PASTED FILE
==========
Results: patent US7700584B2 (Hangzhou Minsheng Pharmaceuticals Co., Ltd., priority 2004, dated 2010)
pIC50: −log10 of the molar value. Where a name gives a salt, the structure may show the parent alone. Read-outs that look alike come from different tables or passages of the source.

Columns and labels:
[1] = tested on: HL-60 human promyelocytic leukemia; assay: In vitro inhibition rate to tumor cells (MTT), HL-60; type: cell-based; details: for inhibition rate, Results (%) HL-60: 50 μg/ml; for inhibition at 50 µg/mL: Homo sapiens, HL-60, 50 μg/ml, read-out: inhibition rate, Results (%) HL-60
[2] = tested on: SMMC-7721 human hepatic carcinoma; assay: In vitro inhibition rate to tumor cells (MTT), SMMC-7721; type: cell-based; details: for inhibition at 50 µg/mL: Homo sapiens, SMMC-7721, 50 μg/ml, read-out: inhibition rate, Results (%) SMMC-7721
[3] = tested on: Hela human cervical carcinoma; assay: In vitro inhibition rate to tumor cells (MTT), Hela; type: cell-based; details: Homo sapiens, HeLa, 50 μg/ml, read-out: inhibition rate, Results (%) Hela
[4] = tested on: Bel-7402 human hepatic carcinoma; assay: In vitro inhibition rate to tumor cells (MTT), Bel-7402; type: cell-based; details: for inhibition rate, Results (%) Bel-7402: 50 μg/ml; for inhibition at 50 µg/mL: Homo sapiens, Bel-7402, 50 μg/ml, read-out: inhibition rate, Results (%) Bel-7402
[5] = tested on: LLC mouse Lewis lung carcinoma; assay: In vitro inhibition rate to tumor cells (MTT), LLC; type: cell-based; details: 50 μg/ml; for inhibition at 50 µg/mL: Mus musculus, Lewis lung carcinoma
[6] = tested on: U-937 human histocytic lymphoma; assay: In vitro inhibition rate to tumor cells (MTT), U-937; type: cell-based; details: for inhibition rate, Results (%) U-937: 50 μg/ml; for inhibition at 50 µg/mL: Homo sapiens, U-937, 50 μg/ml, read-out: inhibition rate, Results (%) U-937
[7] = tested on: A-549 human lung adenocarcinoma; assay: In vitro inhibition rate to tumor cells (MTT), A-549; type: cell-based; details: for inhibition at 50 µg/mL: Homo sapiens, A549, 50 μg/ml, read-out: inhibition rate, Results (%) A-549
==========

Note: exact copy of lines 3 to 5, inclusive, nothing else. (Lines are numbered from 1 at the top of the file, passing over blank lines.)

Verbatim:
Columns and labels:
[1] = tested on: HL-60 human promyelocytic leukemia; assay: In vitro inhibition rate to tumor cells (MTT), HL-60; type: cell-based; details: for inhibition rate, Results (%) HL-60: 50 μg/ml; for inhibition at 50 µg/mL: Homo sapiens, HL-60, 50 μg/ml, read-out: inhibition rate, Results (%) HL-60
[2] = tested on: SMMC-7721 human hepatic carcinoma; assay: In vitro inhibition rate to tumor cells (MTT), SMMC-7721; type: cell-based; details: for inhibition at 50 µg/mL: Homo sapiens, SMMC-7721, 50 μg/ml, read-out: inhibition rate, Results (%) SMMC-7721